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T1 G1 urinary bladder carcinoma: Fact or fiction?

Mikulowski, P and Hellsten, Sverker LU (2005) In Scandinavian Journal of Urology and Nephrology1967-01-01+01:002013-01-01+01:00 39(2). p.135-137
Abstract
Objectives. To record the occurrence of well-differentiated bladder carcinoma reported as T1 G1 to the Swedish Urinary Bladder Cancer Registry, to review the staging and grading of the carcinomas and to scrutinize the validity of the data on T1 G1 tumours reported to the registry during the period 1997-2000. Material and methods. The primary histopathological diagnoses of 98 cases of well-differentiated bladder carcinoma reported to the Registry were compared with the data delivered by the local urologists. Also, the histopathology slides were obtained from the local laboratories and re-examined. Results. Fifty-five cases had been erroneously reported to the Registry as T1 tumours by the urologists, even though they were clearly described... (More)
Objectives. To record the occurrence of well-differentiated bladder carcinoma reported as T1 G1 to the Swedish Urinary Bladder Cancer Registry, to review the staging and grading of the carcinomas and to scrutinize the validity of the data on T1 G1 tumours reported to the registry during the period 1997-2000. Material and methods. The primary histopathological diagnoses of 98 cases of well-differentiated bladder carcinoma reported to the Registry were compared with the data delivered by the local urologists. Also, the histopathology slides were obtained from the local laboratories and re-examined. Results. Fifty-five cases had been erroneously reported to the Registry as T1 tumours by the urologists, even though they were clearly described as non-infiltrating G1 tumours by the pathologists. The results of the re-examination of the pathology slides were concordant with the judgements of the local pathologists in only 50% of cases (20 stage T and 29 grade G tumours). Most importantly, the re-evaluation did not reveal a single invasive G1 tumour. Simply by providing the urologists with information about this problem, it was possible to reduce the number of errors in the reports from 27 in 1997 to only five in 2000. Conclusions. Well-differentiated urothelial carcinoma (G1) has no propensity to infiltrate the bladder mucosa. For investigating specific problems the data collected in the Swedish Urinary Bladder Cancer Registry have to be validated. (Less)
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author
organization
publishing date
type
Contribution to journal
publication status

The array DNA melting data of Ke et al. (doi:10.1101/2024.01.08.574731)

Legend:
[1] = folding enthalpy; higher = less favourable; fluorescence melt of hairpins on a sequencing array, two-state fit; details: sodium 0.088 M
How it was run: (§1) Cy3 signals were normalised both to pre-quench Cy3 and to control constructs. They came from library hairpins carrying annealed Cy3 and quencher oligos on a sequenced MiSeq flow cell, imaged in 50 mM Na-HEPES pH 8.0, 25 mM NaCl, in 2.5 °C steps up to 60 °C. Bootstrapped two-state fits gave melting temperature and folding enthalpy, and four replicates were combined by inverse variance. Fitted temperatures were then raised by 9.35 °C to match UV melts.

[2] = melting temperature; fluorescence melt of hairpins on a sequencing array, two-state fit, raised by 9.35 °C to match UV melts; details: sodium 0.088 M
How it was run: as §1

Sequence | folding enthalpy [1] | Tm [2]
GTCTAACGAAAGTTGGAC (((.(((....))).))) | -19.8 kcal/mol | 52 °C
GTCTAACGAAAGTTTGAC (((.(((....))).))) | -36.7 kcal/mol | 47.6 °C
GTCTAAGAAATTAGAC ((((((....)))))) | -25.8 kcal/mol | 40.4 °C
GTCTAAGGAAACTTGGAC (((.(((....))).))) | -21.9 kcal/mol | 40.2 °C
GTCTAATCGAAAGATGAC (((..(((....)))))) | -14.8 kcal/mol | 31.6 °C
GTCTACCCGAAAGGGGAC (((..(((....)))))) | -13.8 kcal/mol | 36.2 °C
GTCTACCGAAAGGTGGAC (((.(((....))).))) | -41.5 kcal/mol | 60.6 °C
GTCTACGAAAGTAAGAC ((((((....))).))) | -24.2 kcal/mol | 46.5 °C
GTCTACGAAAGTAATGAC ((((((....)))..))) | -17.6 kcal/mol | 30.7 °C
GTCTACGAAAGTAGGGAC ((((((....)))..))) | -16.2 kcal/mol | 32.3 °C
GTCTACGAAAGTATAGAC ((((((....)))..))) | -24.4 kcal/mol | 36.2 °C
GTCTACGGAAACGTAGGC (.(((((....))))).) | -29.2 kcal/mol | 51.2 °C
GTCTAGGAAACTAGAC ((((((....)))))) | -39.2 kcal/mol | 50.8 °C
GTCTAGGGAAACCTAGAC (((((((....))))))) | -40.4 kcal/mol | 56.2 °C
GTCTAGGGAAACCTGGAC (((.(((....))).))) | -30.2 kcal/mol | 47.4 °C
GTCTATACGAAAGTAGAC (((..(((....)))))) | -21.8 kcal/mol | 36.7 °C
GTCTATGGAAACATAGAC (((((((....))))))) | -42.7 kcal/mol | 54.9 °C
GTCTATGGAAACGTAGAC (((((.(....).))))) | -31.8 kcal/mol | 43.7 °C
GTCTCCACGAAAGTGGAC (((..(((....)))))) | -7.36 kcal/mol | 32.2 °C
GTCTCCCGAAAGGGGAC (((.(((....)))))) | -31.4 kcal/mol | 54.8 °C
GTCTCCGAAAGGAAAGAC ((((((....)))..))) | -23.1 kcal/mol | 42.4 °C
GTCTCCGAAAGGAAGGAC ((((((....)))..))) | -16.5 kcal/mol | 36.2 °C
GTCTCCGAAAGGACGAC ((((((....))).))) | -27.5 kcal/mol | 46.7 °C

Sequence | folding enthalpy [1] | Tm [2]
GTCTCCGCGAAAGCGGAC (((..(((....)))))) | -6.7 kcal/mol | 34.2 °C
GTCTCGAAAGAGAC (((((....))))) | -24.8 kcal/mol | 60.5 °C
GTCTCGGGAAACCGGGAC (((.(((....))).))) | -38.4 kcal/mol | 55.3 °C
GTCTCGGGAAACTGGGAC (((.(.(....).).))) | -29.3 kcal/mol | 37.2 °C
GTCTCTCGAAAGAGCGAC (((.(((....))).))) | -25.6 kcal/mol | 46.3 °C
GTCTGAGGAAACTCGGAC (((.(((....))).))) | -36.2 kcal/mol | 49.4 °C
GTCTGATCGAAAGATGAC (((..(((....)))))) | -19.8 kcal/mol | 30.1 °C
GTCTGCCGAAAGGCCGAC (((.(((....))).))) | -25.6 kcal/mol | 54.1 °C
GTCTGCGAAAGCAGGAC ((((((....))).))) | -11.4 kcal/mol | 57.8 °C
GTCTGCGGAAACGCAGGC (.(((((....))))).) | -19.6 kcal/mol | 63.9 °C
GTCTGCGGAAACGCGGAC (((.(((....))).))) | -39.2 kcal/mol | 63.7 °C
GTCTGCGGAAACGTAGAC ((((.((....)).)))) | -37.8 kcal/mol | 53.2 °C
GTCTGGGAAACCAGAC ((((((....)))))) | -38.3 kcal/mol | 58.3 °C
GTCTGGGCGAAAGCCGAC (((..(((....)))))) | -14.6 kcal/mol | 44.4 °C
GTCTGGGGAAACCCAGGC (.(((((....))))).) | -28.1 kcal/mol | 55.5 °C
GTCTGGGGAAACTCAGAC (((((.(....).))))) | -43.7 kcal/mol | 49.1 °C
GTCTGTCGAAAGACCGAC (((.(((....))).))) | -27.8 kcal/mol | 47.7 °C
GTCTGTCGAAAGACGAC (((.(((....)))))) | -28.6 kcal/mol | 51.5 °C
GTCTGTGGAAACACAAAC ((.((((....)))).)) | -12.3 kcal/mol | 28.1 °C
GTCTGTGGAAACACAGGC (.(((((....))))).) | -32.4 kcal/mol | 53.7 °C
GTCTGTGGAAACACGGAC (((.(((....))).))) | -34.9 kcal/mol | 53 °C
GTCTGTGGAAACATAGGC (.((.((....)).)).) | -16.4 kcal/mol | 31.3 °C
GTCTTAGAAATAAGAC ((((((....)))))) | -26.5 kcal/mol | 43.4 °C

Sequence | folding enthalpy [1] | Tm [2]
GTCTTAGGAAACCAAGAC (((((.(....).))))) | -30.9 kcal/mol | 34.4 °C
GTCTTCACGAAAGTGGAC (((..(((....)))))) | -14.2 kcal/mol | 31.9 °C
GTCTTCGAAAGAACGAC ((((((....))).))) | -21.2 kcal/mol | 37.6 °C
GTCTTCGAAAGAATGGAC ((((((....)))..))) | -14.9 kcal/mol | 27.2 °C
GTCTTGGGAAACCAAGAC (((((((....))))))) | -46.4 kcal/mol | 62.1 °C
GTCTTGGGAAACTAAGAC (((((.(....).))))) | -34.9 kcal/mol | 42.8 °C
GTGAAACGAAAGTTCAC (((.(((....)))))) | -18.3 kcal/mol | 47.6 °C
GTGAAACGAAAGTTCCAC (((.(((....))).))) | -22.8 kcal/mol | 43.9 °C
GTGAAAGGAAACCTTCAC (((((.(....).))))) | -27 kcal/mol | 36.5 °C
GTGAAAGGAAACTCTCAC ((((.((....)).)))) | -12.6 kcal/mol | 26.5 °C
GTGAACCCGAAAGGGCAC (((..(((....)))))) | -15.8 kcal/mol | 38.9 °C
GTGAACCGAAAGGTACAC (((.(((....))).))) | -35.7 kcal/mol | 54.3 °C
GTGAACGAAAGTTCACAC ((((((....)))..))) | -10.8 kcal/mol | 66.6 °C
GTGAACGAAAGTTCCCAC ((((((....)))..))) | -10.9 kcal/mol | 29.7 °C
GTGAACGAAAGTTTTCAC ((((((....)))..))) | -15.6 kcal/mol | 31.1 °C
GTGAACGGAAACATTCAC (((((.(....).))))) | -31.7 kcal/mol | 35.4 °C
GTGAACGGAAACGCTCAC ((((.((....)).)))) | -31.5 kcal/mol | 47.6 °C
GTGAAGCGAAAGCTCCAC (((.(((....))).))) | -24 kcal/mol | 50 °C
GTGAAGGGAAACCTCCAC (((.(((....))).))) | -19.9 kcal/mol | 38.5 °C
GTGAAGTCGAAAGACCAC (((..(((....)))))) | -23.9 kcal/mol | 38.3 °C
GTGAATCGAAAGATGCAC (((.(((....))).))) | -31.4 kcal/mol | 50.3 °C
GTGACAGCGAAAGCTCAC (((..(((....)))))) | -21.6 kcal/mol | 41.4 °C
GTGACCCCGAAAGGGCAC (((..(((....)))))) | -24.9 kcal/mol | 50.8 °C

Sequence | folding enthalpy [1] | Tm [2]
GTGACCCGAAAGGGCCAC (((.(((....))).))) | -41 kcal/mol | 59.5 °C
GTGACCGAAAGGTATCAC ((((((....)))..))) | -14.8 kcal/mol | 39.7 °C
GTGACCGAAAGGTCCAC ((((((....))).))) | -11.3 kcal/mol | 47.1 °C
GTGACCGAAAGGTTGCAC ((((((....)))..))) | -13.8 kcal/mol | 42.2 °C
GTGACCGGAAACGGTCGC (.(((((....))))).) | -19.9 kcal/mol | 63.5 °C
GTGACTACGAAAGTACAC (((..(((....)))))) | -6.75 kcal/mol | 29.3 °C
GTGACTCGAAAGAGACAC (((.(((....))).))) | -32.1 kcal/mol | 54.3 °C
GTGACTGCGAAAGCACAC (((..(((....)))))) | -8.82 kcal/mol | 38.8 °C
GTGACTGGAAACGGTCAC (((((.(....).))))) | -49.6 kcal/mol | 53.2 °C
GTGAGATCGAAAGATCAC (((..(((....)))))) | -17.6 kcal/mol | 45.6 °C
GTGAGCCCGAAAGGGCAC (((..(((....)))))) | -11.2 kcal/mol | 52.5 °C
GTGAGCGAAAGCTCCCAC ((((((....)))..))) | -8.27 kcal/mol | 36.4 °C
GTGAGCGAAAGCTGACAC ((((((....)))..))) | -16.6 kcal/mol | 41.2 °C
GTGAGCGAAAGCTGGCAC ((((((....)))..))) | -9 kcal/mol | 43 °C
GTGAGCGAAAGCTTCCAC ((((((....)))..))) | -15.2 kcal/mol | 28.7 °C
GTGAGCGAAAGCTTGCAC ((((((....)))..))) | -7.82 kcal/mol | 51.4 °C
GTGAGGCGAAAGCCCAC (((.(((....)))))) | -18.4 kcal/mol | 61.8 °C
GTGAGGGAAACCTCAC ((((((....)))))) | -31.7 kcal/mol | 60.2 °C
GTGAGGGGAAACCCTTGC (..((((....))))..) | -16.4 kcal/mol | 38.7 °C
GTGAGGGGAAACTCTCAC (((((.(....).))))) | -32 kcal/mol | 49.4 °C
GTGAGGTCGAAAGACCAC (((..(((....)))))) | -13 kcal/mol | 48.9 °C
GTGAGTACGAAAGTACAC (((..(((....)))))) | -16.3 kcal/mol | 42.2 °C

published
subject
keywords
review, histopathology, bladder carcinoma, Cancer Registry, Swedish Urinary Bladder
in
Scandinavian Journal of Urology and Nephrology1967-01-01+01:002013-01-01+01:00
volume
39
issue
2
pages
135 - 137
publisher
Taylor & Francis
external identifiers
  • pmid:16019767
  • wos:000228326200006
  • scopus:18244393770
ISSN
0036-5599
DOI
10.1080/00365590510031219
language
English
LU publication?
yes
id
b831082b-2762-4184-854c-cfe1463d679d (old id 896829)
date added to LUP
2008-01-16 14:59:40
date last changed
2017-11-05 04:33:34
@article{b831082b-2762-4184-854c-cfe1463d679d,
  abstract     = {Objectives. To record the occurrence of well-differentiated bladder carcinoma reported as T1 G1 to the Swedish Urinary Bladder Cancer Registry, to review the staging and grading of the carcinomas and to scrutinize the validity of the data on T1 G1 tumours reported to the registry during the period 1997-2000. Material and methods. The primary histopathological diagnoses of 98 cases of well-differentiated bladder carcinoma reported to the Registry were compared with the data delivered by the local urologists. Also, the histopathology slides were obtained from the local laboratories and re-examined. Results. Fifty-five cases had been erroneously reported to the Registry as T1 tumours by the urologists, even though they were clearly described as non-infiltrating G1 tumours by the pathologists. The results of the re-examination of the pathology slides were concordant with the judgements of the local pathologists in only 50% of cases (20 stage T and 29 grade G tumours). Most importantly, the re-evaluation did not reveal a single invasive G1 tumour. Simply by providing the urologists with information about this problem, it was possible to reduce the number of errors in the reports from 27 in 1997 to only five in 2000. Conclusions. Well-differentiated urothelial carcinoma (G1) has no propensity to infiltrate the bladder mucosa. For investigating specific problems the data collected in the Swedish Urinary Bladder Cancer Registry have to be validated.},
  author       = {Mikulowski, P and Hellsten, Sverker},
  issn         = {0036-5599},
  keyword      = {review,histopathology,bladder carcinoma,Cancer Registry,Swedish Urinary Bladder},
  language     = {eng},
  number       = {2},
  pages        = {135--137},
  publisher    = {Taylor & Francis},
  series       = {Scandinavian Journal of Urology and Nephrology1967-01-01+01:002013-01-01+01:00},
  title        = {T1 G1 urinary bladder carcinoma: Fact or fiction?},
  url          = {http://dx.doi.org/10.1080/00365590510031219},
  volume       = {39},
  year         = {2005},
}